"It is especially important to recognize each dementia patient as an individual," says St. Pierre. Don't treat a dementia patient as a child who doesn't understand what is going on; instead, take time to find out exactly how much the patient comprehends and how to best include the patient in the care, she suggests.
Including the patient can take many forms, says Notarstefano. "An aide can ask a patient to set the table while the aide prepares lunch," he says. "Easy activities that are safe for the patient to perform and give them a sense of participation will improve the relationship," he points out. Asking patients to sit in the kitchen and talk about their favorite meals or recipes while the aide prepares the meal also makes the patient feel included.
Make sure that inservices address dementia so that all clinicians and aides understand all of the symptoms and behaviors, says Notarstefano. "Many times a clinician will attribute confusion to dementia, but you can't assume that all confusion is dementia-related," he says. "Dementia progresses slowly, so if a clinician or aide notices a sharp increase in confusion or other symptoms in a short period of time, further assessment is needed," he says. Infection, certain medications, or an increase in blood sugar levels in diabetic patients can all increase confusion, he points out. "This is why it is important to get to know each dementia patient and be aware of the individual."
1. Alzheimer's Association. 2009 Alzheimer's disease facts and figures. Alzheimer's and Dementia. 2009; 5(3):234-270.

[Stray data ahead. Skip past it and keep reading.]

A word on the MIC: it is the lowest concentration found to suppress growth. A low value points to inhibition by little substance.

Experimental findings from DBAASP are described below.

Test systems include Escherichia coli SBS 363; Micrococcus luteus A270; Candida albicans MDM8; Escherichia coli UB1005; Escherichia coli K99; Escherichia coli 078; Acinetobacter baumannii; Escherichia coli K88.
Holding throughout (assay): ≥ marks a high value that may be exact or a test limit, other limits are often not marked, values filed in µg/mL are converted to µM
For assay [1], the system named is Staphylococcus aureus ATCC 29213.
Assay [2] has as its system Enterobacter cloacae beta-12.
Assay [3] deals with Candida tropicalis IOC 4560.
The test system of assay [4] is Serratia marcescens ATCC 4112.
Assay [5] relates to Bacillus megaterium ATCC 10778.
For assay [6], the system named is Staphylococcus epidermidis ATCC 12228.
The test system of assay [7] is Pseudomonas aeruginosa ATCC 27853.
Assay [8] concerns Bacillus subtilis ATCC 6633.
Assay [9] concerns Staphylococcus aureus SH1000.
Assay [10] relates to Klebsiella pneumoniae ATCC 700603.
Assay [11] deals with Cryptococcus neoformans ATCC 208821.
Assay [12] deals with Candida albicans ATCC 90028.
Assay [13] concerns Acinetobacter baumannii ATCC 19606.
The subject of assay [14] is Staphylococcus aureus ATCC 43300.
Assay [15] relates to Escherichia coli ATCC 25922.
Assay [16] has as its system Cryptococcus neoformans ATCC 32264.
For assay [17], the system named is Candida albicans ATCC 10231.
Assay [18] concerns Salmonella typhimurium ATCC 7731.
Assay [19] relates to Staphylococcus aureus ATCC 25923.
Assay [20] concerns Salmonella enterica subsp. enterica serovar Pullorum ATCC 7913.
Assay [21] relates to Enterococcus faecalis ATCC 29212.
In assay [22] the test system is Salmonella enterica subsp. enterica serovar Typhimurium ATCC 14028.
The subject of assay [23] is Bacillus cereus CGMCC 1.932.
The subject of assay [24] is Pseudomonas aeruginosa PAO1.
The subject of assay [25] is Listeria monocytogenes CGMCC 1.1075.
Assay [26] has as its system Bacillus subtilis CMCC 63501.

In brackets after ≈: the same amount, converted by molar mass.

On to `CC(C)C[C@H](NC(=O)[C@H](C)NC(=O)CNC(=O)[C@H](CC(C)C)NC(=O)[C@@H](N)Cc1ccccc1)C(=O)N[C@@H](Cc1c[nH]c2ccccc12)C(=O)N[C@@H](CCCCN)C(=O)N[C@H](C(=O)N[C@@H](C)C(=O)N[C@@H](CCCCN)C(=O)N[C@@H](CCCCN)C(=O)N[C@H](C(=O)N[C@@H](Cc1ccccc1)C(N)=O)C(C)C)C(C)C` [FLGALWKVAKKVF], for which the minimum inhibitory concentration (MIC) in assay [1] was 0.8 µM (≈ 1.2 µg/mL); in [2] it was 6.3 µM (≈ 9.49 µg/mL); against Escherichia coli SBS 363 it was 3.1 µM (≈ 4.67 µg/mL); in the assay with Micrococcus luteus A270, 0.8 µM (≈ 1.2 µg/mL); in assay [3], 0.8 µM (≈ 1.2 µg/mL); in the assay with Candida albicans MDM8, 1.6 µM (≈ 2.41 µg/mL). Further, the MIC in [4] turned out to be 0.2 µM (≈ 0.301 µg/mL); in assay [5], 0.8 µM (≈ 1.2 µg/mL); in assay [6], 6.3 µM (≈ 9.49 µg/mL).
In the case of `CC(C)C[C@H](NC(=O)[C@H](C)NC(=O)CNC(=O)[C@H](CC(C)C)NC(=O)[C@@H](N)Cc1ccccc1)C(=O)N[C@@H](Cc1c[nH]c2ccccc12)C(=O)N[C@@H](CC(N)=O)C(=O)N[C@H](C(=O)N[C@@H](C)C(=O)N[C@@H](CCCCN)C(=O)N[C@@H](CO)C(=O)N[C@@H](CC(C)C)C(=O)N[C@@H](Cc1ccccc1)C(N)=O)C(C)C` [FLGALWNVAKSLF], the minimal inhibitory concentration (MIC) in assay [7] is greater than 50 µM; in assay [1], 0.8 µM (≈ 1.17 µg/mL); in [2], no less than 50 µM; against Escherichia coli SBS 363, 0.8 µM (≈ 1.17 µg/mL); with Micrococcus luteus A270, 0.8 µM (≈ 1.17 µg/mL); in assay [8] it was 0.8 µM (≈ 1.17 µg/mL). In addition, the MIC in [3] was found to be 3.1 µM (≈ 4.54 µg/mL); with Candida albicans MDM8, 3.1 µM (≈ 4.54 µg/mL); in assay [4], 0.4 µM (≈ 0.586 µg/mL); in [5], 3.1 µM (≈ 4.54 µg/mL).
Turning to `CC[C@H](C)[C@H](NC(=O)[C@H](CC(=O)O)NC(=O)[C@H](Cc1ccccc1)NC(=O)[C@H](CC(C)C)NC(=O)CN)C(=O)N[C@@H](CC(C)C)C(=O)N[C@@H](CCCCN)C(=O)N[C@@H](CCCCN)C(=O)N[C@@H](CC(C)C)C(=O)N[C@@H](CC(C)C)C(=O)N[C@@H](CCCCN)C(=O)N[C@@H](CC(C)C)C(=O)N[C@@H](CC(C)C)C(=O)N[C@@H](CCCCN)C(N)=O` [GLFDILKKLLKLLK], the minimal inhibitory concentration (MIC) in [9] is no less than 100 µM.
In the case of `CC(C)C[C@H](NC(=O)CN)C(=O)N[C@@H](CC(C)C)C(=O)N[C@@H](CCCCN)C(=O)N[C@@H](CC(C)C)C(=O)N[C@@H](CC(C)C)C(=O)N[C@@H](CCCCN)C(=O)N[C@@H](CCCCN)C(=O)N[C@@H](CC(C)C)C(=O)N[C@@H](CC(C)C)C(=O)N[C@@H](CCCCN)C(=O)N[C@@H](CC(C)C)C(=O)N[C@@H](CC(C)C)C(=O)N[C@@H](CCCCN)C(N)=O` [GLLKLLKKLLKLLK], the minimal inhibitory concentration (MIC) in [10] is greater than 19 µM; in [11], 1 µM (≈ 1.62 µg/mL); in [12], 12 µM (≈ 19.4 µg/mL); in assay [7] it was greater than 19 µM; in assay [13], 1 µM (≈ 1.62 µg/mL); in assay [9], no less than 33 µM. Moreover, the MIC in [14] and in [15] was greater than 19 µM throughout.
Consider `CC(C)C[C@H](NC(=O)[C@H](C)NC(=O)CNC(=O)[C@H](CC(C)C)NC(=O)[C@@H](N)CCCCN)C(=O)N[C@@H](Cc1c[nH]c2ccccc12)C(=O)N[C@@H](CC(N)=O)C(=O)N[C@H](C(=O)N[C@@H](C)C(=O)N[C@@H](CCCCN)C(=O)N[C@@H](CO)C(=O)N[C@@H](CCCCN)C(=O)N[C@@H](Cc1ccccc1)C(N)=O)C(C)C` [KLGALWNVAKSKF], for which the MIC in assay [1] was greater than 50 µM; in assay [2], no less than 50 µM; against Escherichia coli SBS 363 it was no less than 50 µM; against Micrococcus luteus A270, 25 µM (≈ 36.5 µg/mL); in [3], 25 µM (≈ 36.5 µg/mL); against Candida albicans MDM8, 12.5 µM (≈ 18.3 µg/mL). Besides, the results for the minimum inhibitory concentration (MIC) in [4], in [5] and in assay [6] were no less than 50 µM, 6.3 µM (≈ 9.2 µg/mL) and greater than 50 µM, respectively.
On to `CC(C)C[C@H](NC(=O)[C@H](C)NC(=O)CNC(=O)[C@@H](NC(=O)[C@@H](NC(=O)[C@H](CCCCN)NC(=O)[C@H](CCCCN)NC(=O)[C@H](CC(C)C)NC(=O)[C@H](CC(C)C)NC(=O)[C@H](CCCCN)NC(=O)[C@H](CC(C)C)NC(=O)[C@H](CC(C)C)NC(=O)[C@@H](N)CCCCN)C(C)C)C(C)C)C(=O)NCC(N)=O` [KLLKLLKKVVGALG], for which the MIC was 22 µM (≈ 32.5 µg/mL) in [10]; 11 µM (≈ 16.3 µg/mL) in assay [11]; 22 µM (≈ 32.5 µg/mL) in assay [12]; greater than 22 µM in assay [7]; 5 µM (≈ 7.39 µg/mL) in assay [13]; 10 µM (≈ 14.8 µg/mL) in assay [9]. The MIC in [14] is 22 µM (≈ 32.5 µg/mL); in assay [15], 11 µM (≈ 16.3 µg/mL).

To download a free copy of "Personal Facts & Insights" to use as an information gathering tool for dementia patients, go to http://www.alz.org/carefinder/support/documents/personalfacts.pdf.
To download a free copy of the Alzheimer's Association's Dementia Care Practice Recommendations for Professionals Working in A Home Setting, go to http://www.alz.org/national/documents/Phase_4_Home_Care_Recs.pdf.
For more information about home care for patients with dementia, contact:
Peter Notarstefano, Director of Home & Community-based Services, American Association of Homes and Services for the Aging, 2519 Connecticut Avenue, N.W. Washington, DC 20008-1520. Telephone: (202) 508-9406. E-mail: email@example.com.
Mary St. Pierre, MGA, BSN, RN, Vice President, Regulatory Affairs for the National Association Home Care and Hospice, 228 Seventh Street, SE, Washington, DC, 20003. Telephone: (202) 547-7424. Fax: (202) 547-3540. E-mail: firstname.lastname@example.org.